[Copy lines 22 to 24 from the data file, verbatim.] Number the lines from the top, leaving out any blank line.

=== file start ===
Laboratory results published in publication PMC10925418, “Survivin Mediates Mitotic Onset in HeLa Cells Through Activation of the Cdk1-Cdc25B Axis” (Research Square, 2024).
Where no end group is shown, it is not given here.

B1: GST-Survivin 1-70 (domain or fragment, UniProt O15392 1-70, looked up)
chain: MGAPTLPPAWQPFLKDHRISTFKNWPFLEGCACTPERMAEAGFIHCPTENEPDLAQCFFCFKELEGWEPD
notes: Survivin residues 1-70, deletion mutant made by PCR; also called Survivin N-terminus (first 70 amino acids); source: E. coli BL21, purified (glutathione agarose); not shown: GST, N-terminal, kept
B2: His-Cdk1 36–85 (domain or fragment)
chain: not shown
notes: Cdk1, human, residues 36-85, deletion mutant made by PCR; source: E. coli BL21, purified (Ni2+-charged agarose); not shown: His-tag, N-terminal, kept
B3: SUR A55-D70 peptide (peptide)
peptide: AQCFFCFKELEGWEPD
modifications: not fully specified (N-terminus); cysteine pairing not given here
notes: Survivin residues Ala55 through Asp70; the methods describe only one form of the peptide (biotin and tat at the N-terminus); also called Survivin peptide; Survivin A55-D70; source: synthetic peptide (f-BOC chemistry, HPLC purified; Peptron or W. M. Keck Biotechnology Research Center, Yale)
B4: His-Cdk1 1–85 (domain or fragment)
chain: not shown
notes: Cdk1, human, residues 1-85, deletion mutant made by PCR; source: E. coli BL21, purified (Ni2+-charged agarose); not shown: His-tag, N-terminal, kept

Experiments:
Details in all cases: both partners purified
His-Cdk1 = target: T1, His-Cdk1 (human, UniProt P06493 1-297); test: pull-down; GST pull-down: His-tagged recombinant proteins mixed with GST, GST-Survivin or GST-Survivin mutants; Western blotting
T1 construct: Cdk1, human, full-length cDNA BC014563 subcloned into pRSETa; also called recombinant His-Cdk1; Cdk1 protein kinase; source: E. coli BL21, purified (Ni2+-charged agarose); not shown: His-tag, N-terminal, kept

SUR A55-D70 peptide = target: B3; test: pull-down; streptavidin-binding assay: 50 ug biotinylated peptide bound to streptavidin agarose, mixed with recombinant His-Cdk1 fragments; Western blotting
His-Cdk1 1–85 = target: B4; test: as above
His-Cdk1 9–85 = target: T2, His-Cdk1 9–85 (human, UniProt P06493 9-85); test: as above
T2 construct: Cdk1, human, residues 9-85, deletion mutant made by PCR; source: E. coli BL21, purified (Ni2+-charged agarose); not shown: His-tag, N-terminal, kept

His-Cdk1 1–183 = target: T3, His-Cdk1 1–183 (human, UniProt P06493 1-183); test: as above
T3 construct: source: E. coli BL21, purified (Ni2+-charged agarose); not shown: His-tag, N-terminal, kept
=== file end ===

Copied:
His-Cdk1 9–85 = target: T2, His-Cdk1 9–85 (human, UniProt P06493 9-85); test: as above
T2 construct: Cdk1, human, residues 9-85, deletion mutant made by PCR; source: E. coli BL21, purified (Ni2+-charged agarose); not shown: His-tag, N-terminal, kept

His-Cdk1 1–183 = target: T3, His-Cdk1 1–183 (human, UniProt P06493 1-183); test: as above